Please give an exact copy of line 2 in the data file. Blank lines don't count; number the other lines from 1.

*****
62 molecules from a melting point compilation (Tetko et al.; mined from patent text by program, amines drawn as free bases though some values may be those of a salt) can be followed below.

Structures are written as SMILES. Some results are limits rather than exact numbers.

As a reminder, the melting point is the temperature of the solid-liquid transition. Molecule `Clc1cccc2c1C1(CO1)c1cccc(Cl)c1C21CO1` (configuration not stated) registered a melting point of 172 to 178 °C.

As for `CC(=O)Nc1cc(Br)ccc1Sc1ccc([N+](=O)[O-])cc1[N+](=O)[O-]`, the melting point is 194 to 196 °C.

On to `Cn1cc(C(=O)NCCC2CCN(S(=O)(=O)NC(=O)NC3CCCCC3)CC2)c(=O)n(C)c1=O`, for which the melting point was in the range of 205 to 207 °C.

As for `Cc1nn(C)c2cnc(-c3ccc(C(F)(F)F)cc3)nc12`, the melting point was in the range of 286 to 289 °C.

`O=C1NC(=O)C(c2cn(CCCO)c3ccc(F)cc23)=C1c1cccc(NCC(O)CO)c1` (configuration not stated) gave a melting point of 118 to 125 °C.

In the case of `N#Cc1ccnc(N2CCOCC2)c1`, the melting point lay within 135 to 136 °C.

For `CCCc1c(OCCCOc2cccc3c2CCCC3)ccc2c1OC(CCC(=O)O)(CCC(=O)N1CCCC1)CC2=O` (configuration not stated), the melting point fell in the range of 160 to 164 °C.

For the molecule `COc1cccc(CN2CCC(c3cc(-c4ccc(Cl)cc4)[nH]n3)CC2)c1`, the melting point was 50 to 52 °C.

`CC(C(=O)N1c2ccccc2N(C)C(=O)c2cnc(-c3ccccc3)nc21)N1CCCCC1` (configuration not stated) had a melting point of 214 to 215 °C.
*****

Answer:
Structures are written as SMILES. Some results are limits rather than exact numbers.